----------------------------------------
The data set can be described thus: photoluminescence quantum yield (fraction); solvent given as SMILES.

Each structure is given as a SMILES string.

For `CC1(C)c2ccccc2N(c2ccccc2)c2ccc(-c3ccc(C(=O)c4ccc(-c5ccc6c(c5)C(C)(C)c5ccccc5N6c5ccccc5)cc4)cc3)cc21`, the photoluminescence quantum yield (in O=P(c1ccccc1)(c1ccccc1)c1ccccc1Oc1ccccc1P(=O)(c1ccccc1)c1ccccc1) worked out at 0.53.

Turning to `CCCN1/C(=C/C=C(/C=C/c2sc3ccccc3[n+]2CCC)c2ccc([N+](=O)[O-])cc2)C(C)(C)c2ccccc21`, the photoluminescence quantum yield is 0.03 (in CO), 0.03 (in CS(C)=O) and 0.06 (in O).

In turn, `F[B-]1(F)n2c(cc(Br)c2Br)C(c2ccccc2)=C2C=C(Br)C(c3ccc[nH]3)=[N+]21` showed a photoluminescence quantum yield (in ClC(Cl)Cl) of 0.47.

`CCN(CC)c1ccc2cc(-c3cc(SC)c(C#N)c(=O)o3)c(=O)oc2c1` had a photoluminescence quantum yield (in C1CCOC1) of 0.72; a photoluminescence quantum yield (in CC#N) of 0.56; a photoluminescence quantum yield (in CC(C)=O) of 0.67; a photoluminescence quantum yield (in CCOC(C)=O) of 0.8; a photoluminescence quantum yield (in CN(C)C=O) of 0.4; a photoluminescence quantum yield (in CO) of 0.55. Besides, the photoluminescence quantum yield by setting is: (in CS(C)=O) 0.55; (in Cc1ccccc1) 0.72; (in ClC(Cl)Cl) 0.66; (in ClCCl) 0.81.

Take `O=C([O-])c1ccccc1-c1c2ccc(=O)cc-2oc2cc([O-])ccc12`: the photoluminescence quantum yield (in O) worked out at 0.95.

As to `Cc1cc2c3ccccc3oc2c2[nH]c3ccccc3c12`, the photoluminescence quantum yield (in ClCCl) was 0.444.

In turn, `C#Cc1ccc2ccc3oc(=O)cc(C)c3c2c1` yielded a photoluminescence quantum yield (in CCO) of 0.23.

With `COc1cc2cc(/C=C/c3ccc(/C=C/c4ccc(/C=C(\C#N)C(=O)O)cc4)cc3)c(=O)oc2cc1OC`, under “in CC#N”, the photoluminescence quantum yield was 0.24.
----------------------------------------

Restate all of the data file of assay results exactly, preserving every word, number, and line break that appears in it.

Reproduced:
The data set can be described thus: photoluminescence quantum yield (fraction); solvent given as SMILES.

Each structure is given as a SMILES string.

For `CC1(C)c2ccccc2N(c2ccccc2)c2ccc(-c3ccc(C(=O)c4ccc(-c5ccc6c(c5)C(C)(C)c5ccccc5N6c5ccccc5)cc4)cc3)cc21`, the photoluminescence quantum yield (in O=P(c1ccccc1)(c1ccccc1)c1ccccc1Oc1ccccc1P(=O)(c1ccccc1)c1ccccc1) worked out at 0.53.

Turning to `CCCN1/C(=C/C=C(/C=C/c2sc3ccccc3[n+]2CCC)c2ccc([N+](=O)[O-])cc2)C(C)(C)c2ccccc21`, the photoluminescence quantum yield is 0.03 (in CO), 0.03 (in CS(C)=O) and 0.06 (in O).

In turn, `F[B-]1(F)n2c(cc(Br)c2Br)C(c2ccccc2)=C2C=C(Br)C(c3ccc[nH]3)=[N+]21` showed a photoluminescence quantum yield (in ClC(Cl)Cl) of 0.47.

`CCN(CC)c1ccc2cc(-c3cc(SC)c(C#N)c(=O)o3)c(=O)oc2c1` had a photoluminescence quantum yield (in C1CCOC1) of 0.72; a photoluminescence quantum yield (in CC#N) of 0.56; a photoluminescence quantum yield (in CC(C)=O) of 0.67; a photoluminescence quantum yield (in CCOC(C)=O) of 0.8; a photoluminescence quantum yield (in CN(C)C=O) of 0.4; a photoluminescence quantum yield (in CO) of 0.55. Besides, the photoluminescence quantum yield by setting is: (in CS(C)=O) 0.55; (in Cc1ccccc1) 0.72; (in ClC(Cl)Cl) 0.66; (in ClCCl) 0.81.

Take `O=C([O-])c1ccccc1-c1c2ccc(=O)cc-2oc2cc([O-])ccc12`: the photoluminescence quantum yield (in O) worked out at 0.95.

As to `Cc1cc2c3ccccc3oc2c2[nH]c3ccccc3c12`, the photoluminescence quantum yield (in ClCCl) was 0.444.

In turn, `C#Cc1ccc2ccc3oc(=O)cc(C)c3c2c1` yielded a photoluminescence quantum yield (in CCO) of 0.23.

With `COc1cc2cc(/C=C/c3ccc(/C=C/c4ccc(/C=C(\C#N)C(=O)O)cc4)cc3)c(=O)oc2cc1OC`, under “in CC#N”, the photoluminescence quantum yield was 0.24.